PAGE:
But the letter given to the Joint Forum by the secretary, DOT was very vague. The assurances, as stated in the letter, are reproduced below:
“Subject: Notice for Dharna on 9th and 10th July 2007 before offices/exchange at all levels and one day strike on 11th July 2007.


  1. This has reference to the meeting taken by Hon’ble MOC&IT on 10th July 2007 with representatives of Joint Forum of BSNL on the above mentioned subject.

  2. During the meeting, various concerns of BSNL employees were deliberated in detail. After the discussions, following decisions emerged:

  1. In view of above, you are requested to withdraw the strike notice and proposed strike on 11th July 2007.”
    The minister held another meeting with the union representatives on the July 10 night itself in an effort to resolve the issue. While the minister stood by what was stated in the earlier meeting, he was not prepared to include the same in the letter.




The Joint Forum which met late in the same night discussed the development in detail. All unions of the Joint Forum decided to go ahead with the strike decision, since the demand had not been accepted.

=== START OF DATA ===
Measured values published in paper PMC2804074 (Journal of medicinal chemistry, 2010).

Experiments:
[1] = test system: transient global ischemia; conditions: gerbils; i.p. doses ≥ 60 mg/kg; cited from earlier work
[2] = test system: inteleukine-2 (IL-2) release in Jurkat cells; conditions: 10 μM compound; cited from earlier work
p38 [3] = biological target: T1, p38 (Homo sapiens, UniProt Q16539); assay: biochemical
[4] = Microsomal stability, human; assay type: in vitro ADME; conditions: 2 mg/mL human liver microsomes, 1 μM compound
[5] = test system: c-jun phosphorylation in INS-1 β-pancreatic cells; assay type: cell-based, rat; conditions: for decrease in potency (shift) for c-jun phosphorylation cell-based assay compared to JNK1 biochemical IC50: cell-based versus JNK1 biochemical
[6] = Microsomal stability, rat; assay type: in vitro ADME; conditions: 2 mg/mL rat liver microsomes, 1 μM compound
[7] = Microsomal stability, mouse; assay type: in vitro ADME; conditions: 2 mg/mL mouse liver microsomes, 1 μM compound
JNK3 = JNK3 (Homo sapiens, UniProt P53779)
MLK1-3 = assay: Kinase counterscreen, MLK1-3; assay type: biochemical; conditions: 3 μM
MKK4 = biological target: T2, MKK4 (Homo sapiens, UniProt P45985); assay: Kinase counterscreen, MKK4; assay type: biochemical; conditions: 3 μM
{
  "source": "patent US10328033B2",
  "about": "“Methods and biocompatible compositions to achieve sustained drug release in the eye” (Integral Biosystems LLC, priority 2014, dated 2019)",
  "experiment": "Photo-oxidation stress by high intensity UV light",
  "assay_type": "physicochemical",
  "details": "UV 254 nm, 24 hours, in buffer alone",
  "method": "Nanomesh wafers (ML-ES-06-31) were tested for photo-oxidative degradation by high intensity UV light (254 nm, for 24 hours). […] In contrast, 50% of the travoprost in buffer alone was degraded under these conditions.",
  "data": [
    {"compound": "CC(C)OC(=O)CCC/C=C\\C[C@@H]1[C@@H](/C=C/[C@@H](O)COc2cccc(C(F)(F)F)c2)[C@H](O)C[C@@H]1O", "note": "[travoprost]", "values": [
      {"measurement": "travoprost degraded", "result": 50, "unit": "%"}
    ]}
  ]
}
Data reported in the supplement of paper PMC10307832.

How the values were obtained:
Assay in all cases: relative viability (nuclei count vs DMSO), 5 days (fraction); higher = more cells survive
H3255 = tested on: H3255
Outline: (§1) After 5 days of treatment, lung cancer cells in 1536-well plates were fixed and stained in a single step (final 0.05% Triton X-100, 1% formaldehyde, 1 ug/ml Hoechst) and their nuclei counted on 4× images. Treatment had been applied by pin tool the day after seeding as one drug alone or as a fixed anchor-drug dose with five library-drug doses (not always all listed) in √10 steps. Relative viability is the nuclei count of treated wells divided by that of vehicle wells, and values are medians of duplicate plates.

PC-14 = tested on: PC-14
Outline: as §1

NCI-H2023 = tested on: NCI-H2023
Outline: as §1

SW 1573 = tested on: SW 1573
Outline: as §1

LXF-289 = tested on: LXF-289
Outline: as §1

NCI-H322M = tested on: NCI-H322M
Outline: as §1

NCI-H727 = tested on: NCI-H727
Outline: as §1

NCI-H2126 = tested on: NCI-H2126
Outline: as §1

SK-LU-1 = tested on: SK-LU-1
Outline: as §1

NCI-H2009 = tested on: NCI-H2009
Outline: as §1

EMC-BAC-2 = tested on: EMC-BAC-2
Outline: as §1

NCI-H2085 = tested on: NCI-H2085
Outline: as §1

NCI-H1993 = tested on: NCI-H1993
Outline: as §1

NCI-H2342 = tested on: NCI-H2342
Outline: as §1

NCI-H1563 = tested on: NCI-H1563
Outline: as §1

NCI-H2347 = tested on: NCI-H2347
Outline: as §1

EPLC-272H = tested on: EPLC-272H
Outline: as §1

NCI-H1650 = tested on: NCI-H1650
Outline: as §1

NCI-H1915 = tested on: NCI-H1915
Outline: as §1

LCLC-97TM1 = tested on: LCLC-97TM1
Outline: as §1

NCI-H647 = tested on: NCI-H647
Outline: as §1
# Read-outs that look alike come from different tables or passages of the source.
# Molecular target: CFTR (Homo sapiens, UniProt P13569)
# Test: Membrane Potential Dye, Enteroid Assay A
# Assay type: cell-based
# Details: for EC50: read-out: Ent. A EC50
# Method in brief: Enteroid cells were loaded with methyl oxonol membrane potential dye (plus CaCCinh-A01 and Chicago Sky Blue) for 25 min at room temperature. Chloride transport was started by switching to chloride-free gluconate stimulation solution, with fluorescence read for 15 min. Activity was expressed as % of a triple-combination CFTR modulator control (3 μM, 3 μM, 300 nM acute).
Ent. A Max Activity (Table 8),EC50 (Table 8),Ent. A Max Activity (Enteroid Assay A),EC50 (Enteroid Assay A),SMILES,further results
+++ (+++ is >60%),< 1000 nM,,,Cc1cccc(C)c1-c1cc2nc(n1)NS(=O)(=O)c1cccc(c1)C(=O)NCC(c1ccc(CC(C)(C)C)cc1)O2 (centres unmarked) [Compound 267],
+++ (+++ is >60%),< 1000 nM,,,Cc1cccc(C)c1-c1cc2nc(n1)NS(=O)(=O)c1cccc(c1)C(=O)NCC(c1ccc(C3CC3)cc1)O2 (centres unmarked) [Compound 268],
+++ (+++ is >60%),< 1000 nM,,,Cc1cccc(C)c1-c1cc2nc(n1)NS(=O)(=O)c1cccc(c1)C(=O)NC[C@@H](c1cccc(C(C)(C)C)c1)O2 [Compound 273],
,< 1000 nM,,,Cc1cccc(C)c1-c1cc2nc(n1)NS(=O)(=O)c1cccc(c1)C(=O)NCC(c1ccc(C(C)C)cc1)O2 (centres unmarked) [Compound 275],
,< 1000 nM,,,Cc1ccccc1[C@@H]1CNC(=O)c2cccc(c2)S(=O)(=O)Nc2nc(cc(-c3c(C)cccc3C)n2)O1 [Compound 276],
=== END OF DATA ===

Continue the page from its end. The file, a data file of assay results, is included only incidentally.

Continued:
As stated already, the strike scored an unprecedented success with close to 100 percent participation by workers and officers. The entire workforce rose as one man to ensure that the BSNL survives. It was a wake up call to the management and the government. The Joint Forum met on the July 11 evening and decided to defer the strike for 15 days and watch the developments and implementation of the assurances already given. In case of non-settlement, the unions will meet and decide about the future course of action which may even be an indefinite strike.